The Economics of Historic Preservation

“In the long run the educational, cultural, aesthetic, social, and historical values of historic preservation are more important than the economic value. But as the great British economist John Maynard Keynes once said, “In the long run we’re all dead.” In the short term, it is therefore necessary that those who make decisions about our historic resources — elected officials, property owners, developers, investors — understand the economic contributions of historic preservation. As the research cited here demonstrates, those contributions are measureable, positive, and significant to a local economy.”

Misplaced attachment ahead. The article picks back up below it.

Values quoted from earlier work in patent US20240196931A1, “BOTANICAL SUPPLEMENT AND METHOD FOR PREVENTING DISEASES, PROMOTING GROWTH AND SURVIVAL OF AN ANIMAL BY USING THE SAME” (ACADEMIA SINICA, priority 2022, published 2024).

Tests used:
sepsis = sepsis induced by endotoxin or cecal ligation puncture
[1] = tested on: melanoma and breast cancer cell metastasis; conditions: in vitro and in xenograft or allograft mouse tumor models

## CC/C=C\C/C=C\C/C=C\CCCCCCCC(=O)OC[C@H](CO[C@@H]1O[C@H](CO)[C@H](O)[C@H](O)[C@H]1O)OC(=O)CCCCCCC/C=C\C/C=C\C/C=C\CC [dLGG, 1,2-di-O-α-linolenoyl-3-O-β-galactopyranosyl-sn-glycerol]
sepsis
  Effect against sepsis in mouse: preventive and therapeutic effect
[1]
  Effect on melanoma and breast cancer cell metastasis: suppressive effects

This quote is from a recently released report from the Advisory Council on Historic Preservation, prepared with funding assistance from the U.S.  Department of Commerce, Economic Development Administration: Measuring the Economics of Preservation: Recent Findings Prepared for the Advisory Council on Historic Preservation by PlaceEconomics, June, 2011.  The full summary is presented below. It turns out that historic preservation encourages economic development.

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